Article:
GRAND FORKS — Disappointment and bewilderment might be the watchwords for the week in politics.

Among the disappointing developments of the week is that U.S. Rep. Kelly Armstrong, R-N.D., lost his spot in the national spotlight. Armstrong was qualified for the role, but he lost it in a tiff between the speaker of the U.S. House and its minority leader.

Armstrong, North Dakota’s only House member, had been named to a committee to investigate the events at the U.S. Capitol on Jan. 6. In the aftermath, Armstrong voted to accept the results of the 2020 election. Three other Republicans named to the committee voted not to, and Speaker Nancy Pelosi rejected their participation. Republican Leader Kevin McCarthy responded by refusing to have members of his caucus participate.

Thus did the light blink off for Armstrong.

That’s disappointing. Armstrong has established himself both as fair-minded, having resisted the pressure to vote against certifying Joe Biden’s presidential victory, and as an effective interrogator in the impeachment hearings. These qualities would have been on display had he been on the Jan. 6 committee – but he’s followed the leader and left the committee, leaving Pelosi, for the moment at least, with only one Republican on the panel, Liz Cheney of Wyoming. (Note: After this column was written, Rep. Adam Kinzinger, R-Ill., was added to the panel)

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Pelosi’s move was unprecedented just as McCarthy’s response was predictable. It looks to me at least, as if McCarthy got the better of the speaker. Her action seems arbitrary, excessively partisan, and mean-spirited, not attractive attributes. More importantly, it makes her the focus of the upcoming campaign for control of the House. Of course, she could choose to retire. She is 80 years old. Even if she weren’t on the ballot, she’d be the centerpiece of the campaign

Here at home, the most interesting political development of the week was the dressing down conservative activists in District 24 got from the state Republican establishment. The district includes Valley City and rural areas in three counties.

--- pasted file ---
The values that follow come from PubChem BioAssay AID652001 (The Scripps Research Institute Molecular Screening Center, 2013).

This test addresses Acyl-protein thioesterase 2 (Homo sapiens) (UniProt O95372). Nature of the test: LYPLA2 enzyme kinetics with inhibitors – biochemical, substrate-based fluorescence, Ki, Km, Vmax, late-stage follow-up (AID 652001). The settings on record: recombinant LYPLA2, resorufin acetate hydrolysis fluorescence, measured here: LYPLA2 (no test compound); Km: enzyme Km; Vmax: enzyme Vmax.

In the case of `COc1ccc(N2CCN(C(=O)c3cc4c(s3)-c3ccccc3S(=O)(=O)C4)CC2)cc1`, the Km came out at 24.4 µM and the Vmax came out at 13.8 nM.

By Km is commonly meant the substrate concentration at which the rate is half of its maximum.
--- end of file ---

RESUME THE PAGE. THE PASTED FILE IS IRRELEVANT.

The issue there is the behavior of Rep. Dwight Kiefert, which some constituents concluded “failed to meet” Republican standards. They’re circulating petitions to recall him from office.

It’s not as if Kiefert isn’t a conservative. A glance at his record in the 2021 session shows that he sponsored bills dealing with “stand your ground” laws, property tax valuations for homeowners over age 65, an “agriculture diversification and development loan fund,” cars eligible for permanent licensing, and the beef check-off. Only one of these passed, the loan fund, though a different version of the “stand your ground” legislation was adopted.

This leaves Kiefert 1-for-5 on proposed legislation (not counting two Senate bills that he signed on to).

Neither effectiveness nor philosophy are issues that vexed District 24 Republicans, nor could they be, since Kiefert’s alliance with the so-called Bastiat Caucus is both longstanding and well known. Apparently, this isn’t enough to meet the petitioners’ standards. Although the chair of the recall committee deflected this explanation, it seems clear that the real issue is Kiefert’s vote to expel Rep. Luke Simons of Dickinson, who was accused of misconduct mostly involving sexual harassment.

They’ll need to get 1,764 signatures within a year to trigger the recall. That’s a fourth of the votes cast for governor in the district in the last election. It’s also nearly half the votes that Kiefert himself won in that election, in 2020.

Then there’s this conundrum:

“What would you call a state with nearly 30,000 job openings waiting to be filled. We call it North Dakota. We call it home, and you can, too. Regardless of the direction your career path is taking you, the destination should be North Dakota."

That’s the message on under the tab “Working.”

“It’s not a secret anymore – North Dakota means jobs,” the site proclaims.

Curious then, that the thousands of job seekers swamping the southern border of the United States are not welcome – unlike so many immigrants who came a century ago. In the 1920 census, released 100 years ago, North Dakota had the second highest level of foreign-born residents in the nation, behind only New York.

This century, would-be immigrants are met by armed forces, including about 125 members of the North Dakota National Guard deployed by Gov. Doug Burgum, who joined other Republican governors in sending Guard members to the border.

Those foreign-born immigrants of a century ago were mostly unskilled and mostly unable to speak English. And yes, they arrived without visas. And yes, many were fleeing poverty and oppression. And yes, they became Americans. And yes, we are their progeny.

The way to fill American jobs is to welcome immigrants and to train them for jobs here. Then we can take down all those “help wanted” signs lining nearly every major street in North Dakota.

Then there’s this from the northern border: Fully vaccinated Americans will be able to enter Canada beginning Aug. 9, but the Biden administration won’t let Canadians into the United States until Aug. 21.

Burgum had the right word for that. He called the move “preposterous.”

Mike Jacobs is a former editor and publisher of the Grand Forks Herald.